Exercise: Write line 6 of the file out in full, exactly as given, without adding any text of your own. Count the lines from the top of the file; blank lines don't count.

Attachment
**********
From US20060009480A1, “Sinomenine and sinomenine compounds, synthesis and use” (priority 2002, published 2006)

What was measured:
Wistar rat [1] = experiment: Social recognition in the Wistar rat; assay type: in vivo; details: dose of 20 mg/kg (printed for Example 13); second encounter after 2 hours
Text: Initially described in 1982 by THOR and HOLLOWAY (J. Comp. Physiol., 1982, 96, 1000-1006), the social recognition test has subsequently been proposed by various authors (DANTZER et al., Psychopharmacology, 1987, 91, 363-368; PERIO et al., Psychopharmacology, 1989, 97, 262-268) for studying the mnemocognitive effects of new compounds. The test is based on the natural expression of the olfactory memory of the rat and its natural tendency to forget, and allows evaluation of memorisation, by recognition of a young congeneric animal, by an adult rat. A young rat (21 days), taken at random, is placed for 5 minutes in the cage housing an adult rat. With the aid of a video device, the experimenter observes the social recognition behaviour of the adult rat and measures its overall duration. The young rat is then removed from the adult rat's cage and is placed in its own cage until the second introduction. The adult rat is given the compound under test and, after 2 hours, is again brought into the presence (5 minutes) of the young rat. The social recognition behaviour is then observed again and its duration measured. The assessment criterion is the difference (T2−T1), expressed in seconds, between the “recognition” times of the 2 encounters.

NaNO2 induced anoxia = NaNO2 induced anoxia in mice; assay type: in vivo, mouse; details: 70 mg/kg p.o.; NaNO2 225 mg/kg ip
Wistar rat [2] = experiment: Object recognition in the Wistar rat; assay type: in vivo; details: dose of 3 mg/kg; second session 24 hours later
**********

Wistar rat [2] = experiment: Object recognition in the Wistar rat; assay type: in vivo; details: dose of 3 mg/kg; second session 24 hours later